Next to Love by Ellen Feldman
ARC, Hardcover, 304 pages
Spiegel & Grau
July 26, 2011
Genre: Historical Fiction
Source: Received for Review as part of the Amazon Vine Program
“Set in a small town in Massachusetts, Next to Love follows three childhood friends, Babe, Millie, and Grace, whose lives are unmoored when their men are called to duty. And yet the changes that are thrust upon them move them in directions they never dreamed possible—while their husbands and boyfriends are enduring their own transformations. In the decades that follow, the three friends lose their innocence, struggle to raise their children, and find meaning and love in unexpected places. And as they change, so does America—from a country in which people know their place in the social hierarchy to a world in which feminism, the Civil Rights movement, and technological innovations present new possibilities—and uncertainties. And yet Babe, Millie, and Grace remain bonded by their past, even as their children grow up and away and a new society rises from the ashes of the war.
Beautifully crafted and unforgettable, Next to Love depicts the enduring power of love and friendship, and illuminates a transformational moment in American history.”
This novel covers a lot of history and emotion within the short 300+ pages – I would recommend a box of tissues handy when reading it. The novel covers a period just before the men are sent off to the European theatre of World War II, follows the women’s life on the new home-front while the men are away, and then shows them all dealing with what fate had dealt them following the end of the war. The experiences of these women, Millie, Babe, and Grace, cover a pretty decent range of life experiences and outcomes from the war. We see everything from lost friends and family members, the effects of PTSD [pretty much unknown of at the time], evolution of the role of women, and the new generation of their children. The book was well rounded in its coverage of the home-front and I applaud this effort as many books sent in and around World War II either ignore the home-front or spend very little time on it. I also appreciated that the author addressed issues that African Americans and Jews faced in the military and on the home-front. I had considered the treatment of African Americans before but had not really considered the impact on those of Jewish descent – even considering that they were sometimes fighting against those who had carried out some terrible atrocities against Jews.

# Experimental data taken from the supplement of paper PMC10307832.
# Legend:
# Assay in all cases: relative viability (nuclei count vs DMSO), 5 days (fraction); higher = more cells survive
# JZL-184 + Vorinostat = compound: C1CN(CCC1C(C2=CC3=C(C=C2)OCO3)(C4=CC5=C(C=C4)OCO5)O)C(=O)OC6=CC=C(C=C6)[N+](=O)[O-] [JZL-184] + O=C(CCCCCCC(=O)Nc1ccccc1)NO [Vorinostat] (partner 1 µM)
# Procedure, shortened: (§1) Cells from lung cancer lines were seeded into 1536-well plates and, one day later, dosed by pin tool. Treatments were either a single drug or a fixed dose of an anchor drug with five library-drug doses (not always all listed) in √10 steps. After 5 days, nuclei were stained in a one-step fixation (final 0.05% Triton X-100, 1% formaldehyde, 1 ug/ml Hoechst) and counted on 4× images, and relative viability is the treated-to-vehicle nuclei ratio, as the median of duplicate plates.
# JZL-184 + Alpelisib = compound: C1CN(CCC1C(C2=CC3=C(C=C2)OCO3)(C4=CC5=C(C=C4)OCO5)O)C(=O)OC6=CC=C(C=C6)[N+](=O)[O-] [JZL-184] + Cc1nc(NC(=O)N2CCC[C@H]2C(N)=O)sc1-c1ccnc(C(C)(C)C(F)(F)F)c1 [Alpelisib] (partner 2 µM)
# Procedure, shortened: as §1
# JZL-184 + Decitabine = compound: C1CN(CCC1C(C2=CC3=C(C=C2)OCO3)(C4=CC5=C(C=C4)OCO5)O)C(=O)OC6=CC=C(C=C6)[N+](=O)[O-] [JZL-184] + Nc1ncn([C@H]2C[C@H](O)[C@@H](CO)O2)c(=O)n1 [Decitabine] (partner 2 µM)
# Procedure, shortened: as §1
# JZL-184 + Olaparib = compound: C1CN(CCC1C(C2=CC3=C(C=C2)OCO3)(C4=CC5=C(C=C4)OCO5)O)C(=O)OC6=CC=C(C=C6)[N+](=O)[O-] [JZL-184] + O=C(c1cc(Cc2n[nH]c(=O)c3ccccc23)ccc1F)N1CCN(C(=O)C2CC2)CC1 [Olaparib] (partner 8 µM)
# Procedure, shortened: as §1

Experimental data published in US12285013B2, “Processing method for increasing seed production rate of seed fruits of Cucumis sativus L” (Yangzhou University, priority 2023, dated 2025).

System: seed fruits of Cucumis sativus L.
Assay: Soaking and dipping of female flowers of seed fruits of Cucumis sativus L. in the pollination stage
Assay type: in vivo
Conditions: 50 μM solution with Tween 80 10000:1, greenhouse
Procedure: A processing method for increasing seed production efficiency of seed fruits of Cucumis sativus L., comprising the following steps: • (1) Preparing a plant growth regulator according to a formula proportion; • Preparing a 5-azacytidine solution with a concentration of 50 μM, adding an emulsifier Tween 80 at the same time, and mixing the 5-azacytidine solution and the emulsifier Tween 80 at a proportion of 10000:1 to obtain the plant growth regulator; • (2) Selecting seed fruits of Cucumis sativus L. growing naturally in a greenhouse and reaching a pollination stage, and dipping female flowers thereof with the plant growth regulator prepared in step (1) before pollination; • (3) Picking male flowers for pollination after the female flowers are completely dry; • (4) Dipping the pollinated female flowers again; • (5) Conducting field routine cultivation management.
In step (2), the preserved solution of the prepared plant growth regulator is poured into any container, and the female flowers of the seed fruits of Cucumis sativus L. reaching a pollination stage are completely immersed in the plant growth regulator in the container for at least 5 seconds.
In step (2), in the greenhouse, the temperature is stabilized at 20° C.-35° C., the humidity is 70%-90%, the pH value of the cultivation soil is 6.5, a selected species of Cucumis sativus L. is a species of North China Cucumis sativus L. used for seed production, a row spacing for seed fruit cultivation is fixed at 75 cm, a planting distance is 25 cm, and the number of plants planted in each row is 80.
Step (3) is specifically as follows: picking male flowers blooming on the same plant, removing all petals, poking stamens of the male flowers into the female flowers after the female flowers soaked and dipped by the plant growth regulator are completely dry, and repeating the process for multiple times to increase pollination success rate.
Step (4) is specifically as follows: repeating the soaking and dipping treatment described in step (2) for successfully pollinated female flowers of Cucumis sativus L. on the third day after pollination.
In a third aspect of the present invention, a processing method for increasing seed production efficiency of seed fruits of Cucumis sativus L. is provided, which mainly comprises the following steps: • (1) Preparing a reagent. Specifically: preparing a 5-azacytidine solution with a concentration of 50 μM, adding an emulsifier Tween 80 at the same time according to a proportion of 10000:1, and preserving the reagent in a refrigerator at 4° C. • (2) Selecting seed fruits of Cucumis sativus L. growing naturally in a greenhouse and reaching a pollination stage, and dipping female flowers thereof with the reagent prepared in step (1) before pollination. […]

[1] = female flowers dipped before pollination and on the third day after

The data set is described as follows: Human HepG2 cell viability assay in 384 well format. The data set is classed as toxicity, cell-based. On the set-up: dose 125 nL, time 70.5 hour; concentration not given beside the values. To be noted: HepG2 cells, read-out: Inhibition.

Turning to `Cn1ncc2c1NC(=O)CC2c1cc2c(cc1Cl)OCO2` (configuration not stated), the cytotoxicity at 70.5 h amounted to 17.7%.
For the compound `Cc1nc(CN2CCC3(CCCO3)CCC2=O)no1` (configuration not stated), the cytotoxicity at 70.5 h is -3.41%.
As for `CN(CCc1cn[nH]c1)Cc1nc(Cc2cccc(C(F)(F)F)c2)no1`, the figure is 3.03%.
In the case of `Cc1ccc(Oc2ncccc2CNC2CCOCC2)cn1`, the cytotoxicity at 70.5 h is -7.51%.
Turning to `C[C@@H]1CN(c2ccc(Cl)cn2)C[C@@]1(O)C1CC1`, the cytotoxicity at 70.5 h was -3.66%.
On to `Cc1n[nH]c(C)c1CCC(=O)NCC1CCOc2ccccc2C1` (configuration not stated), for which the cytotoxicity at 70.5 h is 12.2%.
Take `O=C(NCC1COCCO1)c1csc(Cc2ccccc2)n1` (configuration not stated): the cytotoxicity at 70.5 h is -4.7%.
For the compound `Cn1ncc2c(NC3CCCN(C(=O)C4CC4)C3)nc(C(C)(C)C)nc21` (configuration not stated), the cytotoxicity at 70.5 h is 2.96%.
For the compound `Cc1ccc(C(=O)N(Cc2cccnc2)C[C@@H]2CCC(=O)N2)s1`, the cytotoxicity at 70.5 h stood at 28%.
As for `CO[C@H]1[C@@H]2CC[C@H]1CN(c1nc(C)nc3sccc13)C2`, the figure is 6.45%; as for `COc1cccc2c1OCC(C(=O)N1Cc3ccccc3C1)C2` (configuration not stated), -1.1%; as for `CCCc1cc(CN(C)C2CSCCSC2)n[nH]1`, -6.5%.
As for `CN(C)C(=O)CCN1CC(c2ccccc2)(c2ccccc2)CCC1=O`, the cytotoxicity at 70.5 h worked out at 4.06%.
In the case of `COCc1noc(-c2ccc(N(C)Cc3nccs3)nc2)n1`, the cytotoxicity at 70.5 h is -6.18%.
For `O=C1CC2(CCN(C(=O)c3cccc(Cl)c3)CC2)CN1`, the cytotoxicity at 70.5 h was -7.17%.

One of my favorite parts of this book was the section of letters sent between the women and their men overseas. It was interesting to see what types of things they would tell each other and the things that they would omit – women trying to keep the men’s spirit up and the men trying to take some of the fear away from their women.
There was however a rather big issue I had with this book and that was with the layout. It would alternate between sections focusing on each woman, Babe, Grace, and Millie, and would then break these sections up by date. That I was ok with, and had the book proceeded in continuous chronological order that would have been fine. However it became confusing when each time I would start a section about one of the other women we would go back over the same period of time that I had just read about from one of the other’s perspective. I understand the direction that the author was going – to show the same events through the different perspectives, however I found it to be more confusion than beneficial.
As a side note: While I don’t really like any of the cover versions that this book has had, I’m glad they changed it from the cover on the ARC. The envelope on the cover I’m assuming was supposed to represent a letter sent between the home-front and battlefield during the war (WWII), however the envelope had a 1938 cancel stamp date on it. The events in the book didn’t take place until the 1940’s. This anachronism really bothered me throughout the reading of the book – so very glad they changed it for publication.
Author Ellen Feldman also has written Scottsboro, The Boy Who Loved Anne Frank, and Lucy. You can visit Feldman’s website for additional information about the book. If you would like to preview the story before reading it, why not try out this excerpt of the book?
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